Cincinnati Reds vs. Los Angeles Dodgers —Treat Dad to a Reds game and a free Reds baseball cap, available to the first 10,000 dads this Father’s Day. 1:10 p.m. June 18. $5-$280. Great American Ballpark, 100 Joe Nuxhall Way, Downtown, Stingray Hideaway: Enter Their World — Get up close and personal like never before with 15 species including stingrays, colorful fish, iguanas and other reptiles at Newport Aquarium. Through Sept. 2. $24.99 adult; $16.99 ages 2-12. Newport Aquarium, 1 Aquarium Way, Newport, Ky., Cincinnati Beer Week — A full week of beer-related events taking place at venues throughout Greater Cincinnati. Expect pint nights, tap takeovers, special events and a craft can festival. This year, Blank Slate, Christian Moerlein, 50 West, Rhinegeist and more collaborated to create six new beers, which will be available at Beer Week locations. June 18-24. Select locations around Greater Cincinnati,

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Summer Solstice Lavender Festival — Peaceful Acres Lavender Farm is in full bloom. Try lavender-infused foods, pick your own organic lavender fresh from the field, make your own wreaths and wands, practice yoga in the field, listen to live music and more. 10 a.m.-6 p.m. June 17; 11 a.m.-4 p.m. June 18. Free. Peaceful Acres Lavender Farm,

Bring Your Shorty Day at 16-Bit — 16-Bit Bar+Arcade opens its doors to gamers of all ages from noon to 5 p.m. Parents can enjoy $1 off craft drafts all day long. Noon-5 p.m. June 18. Free. 16-Bit Bar+Arcade, 1331 Walnut St., Over-the-Rhine,


Trivia Night at Fountain Square — Put your thinking cap on and head down to Fountain Square each Monday night for beer specials, gift-card prizes and fast-paced trivia. No more than eight people to a group. 7-9 p.m. Mondays. Free. Fountain Square, Fifth and Vine streets, Downtown, Monday Night Trivia at Taft’s — Wager points depending on how confident you are in your answers and compete to win one of three gift cards. Questions range from music and television to history and science. Taft’s trivia night special offers two sliders and a beer for $10. 8-10 p.m. Mondays. Free. Taft’s Ale House, 1429 Race St., Over-the-Rhine, Miike Snow — The Swedish Pop Indie band from Stockholm comes to Cincinnati this Monday to serenade your soul. All ages. Doors open 7:30 p.m. June 19. $25. Bogart’s, 2621 Vine St., Corryville,

P H O T O : jesse fo x

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Party on the Purple — Every Wednesday, make it down to the Purple People Bridge for live music, food from local food trucks and more in order to raise money for bridge maintenance. 5-10 p.m. Wednesdays. Free. Purple People Bridge, Pete Rose Way and Third Street, Downtown/Newport, Ky.,


Strauss Troy Market — Every Tuesday, local vendors gather in Fountain Square to sell everything from fresh produce to sweet treats and handmade items. 11 a.m.-2 p.m. June 20. Free. Fountain Square, Fifth and Vine streets, Downtown, Laugh Out Proud — Celebrate LGBTQ pride with comedians Julie Goldman from The Big Gay Sketch Show and Pandora Boxx from Ru Paul’s Drag Race. 21 plus. 7 p.m. June 20. $10-$20. Woodward Theater, 1404 Main St., Over-the-Rhine,


Pride Movie Night feat. Hairspray — Join Cincinnati Pride for a free movie under the stars to celebrate Pride Week with a showing of Hairspray, starring John Travolta, Zac Efron and Queen Latifa. 9-11 p.m. June 21. Free. Washington Park, 1230 Elm St., Over-the-Rhine,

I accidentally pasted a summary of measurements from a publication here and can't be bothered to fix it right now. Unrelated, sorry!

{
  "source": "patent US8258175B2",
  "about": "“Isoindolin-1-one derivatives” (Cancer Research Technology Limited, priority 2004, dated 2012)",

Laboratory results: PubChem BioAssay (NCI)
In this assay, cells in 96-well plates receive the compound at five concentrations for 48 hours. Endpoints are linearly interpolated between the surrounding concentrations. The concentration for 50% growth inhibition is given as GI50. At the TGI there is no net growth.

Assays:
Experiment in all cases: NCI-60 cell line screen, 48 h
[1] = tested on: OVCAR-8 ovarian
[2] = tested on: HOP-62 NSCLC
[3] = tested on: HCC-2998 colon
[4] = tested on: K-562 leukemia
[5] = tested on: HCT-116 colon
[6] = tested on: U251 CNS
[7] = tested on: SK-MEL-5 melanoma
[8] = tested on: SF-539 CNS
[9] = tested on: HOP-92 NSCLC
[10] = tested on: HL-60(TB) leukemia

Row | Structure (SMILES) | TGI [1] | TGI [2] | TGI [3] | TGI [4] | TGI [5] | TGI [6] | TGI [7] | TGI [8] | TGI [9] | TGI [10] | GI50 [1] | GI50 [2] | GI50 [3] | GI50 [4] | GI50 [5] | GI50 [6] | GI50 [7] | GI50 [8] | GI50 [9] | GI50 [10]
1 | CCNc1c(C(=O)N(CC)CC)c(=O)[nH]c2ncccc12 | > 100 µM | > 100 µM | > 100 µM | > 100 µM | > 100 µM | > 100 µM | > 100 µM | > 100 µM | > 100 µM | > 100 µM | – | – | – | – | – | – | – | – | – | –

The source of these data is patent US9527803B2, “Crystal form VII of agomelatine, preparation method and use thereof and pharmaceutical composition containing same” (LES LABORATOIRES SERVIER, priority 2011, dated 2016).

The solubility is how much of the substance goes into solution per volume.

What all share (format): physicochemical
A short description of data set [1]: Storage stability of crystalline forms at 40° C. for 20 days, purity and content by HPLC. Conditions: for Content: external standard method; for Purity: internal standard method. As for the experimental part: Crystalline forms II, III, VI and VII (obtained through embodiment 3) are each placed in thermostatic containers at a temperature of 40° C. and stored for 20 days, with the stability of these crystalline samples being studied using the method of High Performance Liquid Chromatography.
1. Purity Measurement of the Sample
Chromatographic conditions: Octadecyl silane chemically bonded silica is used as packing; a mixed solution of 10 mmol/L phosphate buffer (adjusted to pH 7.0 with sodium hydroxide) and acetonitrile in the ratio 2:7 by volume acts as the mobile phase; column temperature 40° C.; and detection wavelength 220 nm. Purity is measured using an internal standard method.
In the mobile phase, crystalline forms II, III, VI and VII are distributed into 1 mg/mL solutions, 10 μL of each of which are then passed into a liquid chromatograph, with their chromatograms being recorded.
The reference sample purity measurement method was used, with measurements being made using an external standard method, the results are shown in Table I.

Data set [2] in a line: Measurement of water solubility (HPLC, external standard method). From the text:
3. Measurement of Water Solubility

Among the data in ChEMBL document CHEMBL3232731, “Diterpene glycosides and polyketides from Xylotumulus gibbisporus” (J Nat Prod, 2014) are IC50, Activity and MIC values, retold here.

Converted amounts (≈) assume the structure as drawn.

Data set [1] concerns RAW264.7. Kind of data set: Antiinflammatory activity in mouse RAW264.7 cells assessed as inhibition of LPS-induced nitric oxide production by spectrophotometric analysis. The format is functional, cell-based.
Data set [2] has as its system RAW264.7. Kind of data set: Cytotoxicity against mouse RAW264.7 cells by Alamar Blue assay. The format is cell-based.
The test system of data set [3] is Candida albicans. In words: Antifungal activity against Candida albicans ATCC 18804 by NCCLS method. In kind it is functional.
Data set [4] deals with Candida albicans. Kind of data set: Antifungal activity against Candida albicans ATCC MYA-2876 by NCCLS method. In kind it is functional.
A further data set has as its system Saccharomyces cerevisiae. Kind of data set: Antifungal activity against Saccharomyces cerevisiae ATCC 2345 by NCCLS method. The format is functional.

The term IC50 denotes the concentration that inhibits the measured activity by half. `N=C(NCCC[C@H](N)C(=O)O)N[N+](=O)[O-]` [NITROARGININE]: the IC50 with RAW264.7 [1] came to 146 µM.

My Morning Jacket with The Record Company — My Morning Jacket, a Louisvillebased Rock band, makes an appearance at Riverbend today with special guest The Record Company, an American power rock trio from Los Angeles. 7 p.m. June 22. $49.50. PNC Pavilion, 6295 Kellogg Ave., California, Party on the Plaza — Sit back, relax and grab a $2 beer at happy hour as you listen

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Panegyri Greek Festival — Holy TrinitySt. Nicholas Greek Orthodox Church hosts their annual celebration featuring authentic Greek cuisine, music, dancing, raffles, games, amusement rides and more. A portion of proceeds benefits the Freestore Foodbank. 5-11 p.m. June 23; 3-11 p.m. June 24; 1-8 p.m. June 25. $2 adults; free for children 12 and under. Holy Trinity-St. Nicholas Greek Orthodox Church, 7000 Winton Road, Finneytown, Cincinnati Pride Community Recognition Ceremony — Head to the Contemporary Arts Center to help honor leaders within the local LGBTQ community. 7 p.m. June 23. Free. Contemporary Arts Center, 44 E. Sixth St., Downtown, Craft Beer Series & Music at the Market — Every weekend features selections from a different local brewery. This weekend features West Sixth Brewing, so head to the OTR Biergarten to chat with representatives and hear their stories. June 23-25. Free. Findlay Market, 1801 Race St., Over-the-Rhine, Northside Music Festival — What began as a one-day music showcase has evolved into a full-blown, two-day music fest. This year’s lineup includes Kuber and Chuck Cleaver on Friday, and Brian Drabant + Kevin Frey take the stage Saturday, among many other performers. 7 p.m.-1 a.m. June 23-24. Free. Northside Tavern, 4163 Hamilton Ave., Northside,

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Queen City Pop-Up Drag Show — Queen City Radio presents a pop-up drag show in Washington Park after Pride Movie Night to benefit Cincinnati Pride. A portion of proceeds raised from JELL-O shots will be donated to Cincinnati Pride. 11 p.m.-1 a.m. June 21. Free. Queen City Radio, 222 W. 12th St., Over-theRhine,